Get down with The Getdown Underground

The band brings reggae to Columbia.

By Gabrielle Lipton | March 19, 2010

Tags: Band interviews Music

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As a band plays at a dark house party, one of the guitars lights up, flashing colors in the dark, and the crowd goes crazy. It's Patrick Smith, the lead guitarist in Columbia's native band The Getdown Underground, and the band jamming out its reggae songs.

Comprised of seniors Justus Lacewell and Patrick Smith, junior Sam Niehaus and Columbia resident Dave Barbero, The Getdown Underground formed formally in July 2009 and has been playing locally since, fusing genres into a distinctive sound.

"There's more going on than just reggae," Niehaus, the band's drummer, said. "I wouldn't even consider us a straight-up reggae band."

"I'd say we're rock-reggae," said Smith.

"Yeah, rock-reggae-funk," added Lacewell, guitarist and lead vocalist.

After frequenting open-mic nights playing his own music, Lacewell decided to form a band. Smith and Barbero, the band's bass guitarist, joined him in February 2009, and Niehaus became the final addition in the summer.

In person, members of the band are as harmonized as their sound, tailing off each other's thoughts and playing off each other's humor. This concord is a component of their creative process as well when they originate their music.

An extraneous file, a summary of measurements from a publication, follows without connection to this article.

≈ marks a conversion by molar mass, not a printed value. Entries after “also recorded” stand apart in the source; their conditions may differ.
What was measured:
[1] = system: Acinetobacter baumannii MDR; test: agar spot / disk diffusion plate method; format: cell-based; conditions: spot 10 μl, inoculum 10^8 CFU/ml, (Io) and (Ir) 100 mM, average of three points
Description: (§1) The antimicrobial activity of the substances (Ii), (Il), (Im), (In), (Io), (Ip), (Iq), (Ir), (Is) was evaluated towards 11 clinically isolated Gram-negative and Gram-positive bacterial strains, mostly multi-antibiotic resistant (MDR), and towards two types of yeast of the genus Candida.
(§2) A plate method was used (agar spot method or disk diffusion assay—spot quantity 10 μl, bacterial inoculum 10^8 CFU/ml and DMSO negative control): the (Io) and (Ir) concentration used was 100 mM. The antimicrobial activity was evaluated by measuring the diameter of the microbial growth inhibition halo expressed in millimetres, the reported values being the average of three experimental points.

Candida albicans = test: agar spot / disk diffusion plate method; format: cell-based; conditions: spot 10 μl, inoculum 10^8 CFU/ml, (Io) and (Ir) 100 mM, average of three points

"When I get a pinching to write a song, it happens immediately, and I write the basic chords and what the words are," Lacewell said. "It's just like a raw skeleton when I take it to practice, and then everything just gets filled in and it goes pretty quickly from there."

With 13 original songs as well as some covers, the band has played at multiple house parties, Earthdance Festival, Truman State University, Mojo's, Eastside Tavern and The Blue Fugue.

"I think we've got a niche audience going on here a little bit, because we're the only thing with reggae going on right now," Lacewell said.

Their next big gig is March 24 at The Blue Note, where they will be opening for the Wailers. As a reggae band, that is a big honor.

"It's like you're learning the sitar and Ravi Shankar comes and says he wants to play with you," Lacewell said. "It's like a little mark of where we are, how far we've come. It's pretty cool."

Their fan base also reflects their success as a band. Known for getting people to dance, some of the band's listeners have yet to miss a show. Lacewell said a striking moment was when a Nepalese couple that attended a show at Truman State came up and complimented them. Smith's guitar — which includes a touch pad, flashing colored lights and distortion features — doesn't hurt either.

In conjunction with reggae's roots, the band views the added effects as a bonus and prefers to keep their sound true to the basics.

"I think of the sound effects guitar like a toy, like its cool and creates cool sounds, but bottom line it's our musicianship that makes our music good," Smith said.

Lacewell said he could not use audio processors such as Auto-Tune and still think he has made music on the best level.

Smith's dad has his own studio in Springfield, Ill., and the band hopes to record and have a CD release show before Smith and Lacewells' May graduation. With Lacewell's plans to move to Colorado, the band will no longer continue together, but they all agree that each will keep playing music.

"Getting paid to do what you love — you can't beat that," Niehaus said. "Dream job."

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